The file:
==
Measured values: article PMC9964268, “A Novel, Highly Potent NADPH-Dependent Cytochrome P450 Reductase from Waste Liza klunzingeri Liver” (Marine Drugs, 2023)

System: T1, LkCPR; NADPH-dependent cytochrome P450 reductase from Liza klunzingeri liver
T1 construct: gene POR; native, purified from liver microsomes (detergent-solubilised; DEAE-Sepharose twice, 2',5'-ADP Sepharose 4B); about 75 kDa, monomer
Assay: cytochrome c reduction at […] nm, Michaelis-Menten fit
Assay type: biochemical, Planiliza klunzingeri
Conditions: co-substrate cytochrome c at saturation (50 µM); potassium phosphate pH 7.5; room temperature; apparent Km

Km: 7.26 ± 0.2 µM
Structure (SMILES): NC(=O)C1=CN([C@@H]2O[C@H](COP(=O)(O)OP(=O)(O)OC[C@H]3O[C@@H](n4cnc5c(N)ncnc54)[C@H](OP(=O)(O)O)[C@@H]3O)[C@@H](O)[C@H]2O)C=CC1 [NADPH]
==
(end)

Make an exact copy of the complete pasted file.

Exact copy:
Measured values: article PMC9964268, “A Novel, Highly Potent NADPH-Dependent Cytochrome P450 Reductase from Waste Liza klunzingeri Liver” (Marine Drugs, 2023)

System: T1, LkCPR; NADPH-dependent cytochrome P450 reductase from Liza klunzingeri liver
T1 construct: gene POR; native, purified from liver microsomes (detergent-solubilised; DEAE-Sepharose twice, 2',5'-ADP Sepharose 4B); about 75 kDa, monomer
Assay: cytochrome c reduction at […] nm, Michaelis-Menten fit
Assay type: biochemical, Planiliza klunzingeri
Conditions: co-substrate cytochrome c at saturation (50 µM); potassium phosphate pH 7.5; room temperature; apparent Km

Km: 7.26 ± 0.2 µM
Structure (SMILES): NC(=O)C1=CN([C@@H]2O[C@H](COP(=O)(O)OP(=O)(O)OC[C@H]3O[C@@H](n4cnc5c(N)ncnc54)[C@H](OP(=O)(O)O)[C@@H]3O)[C@@H](O)[C@H]2O)C=CC1 [NADPH]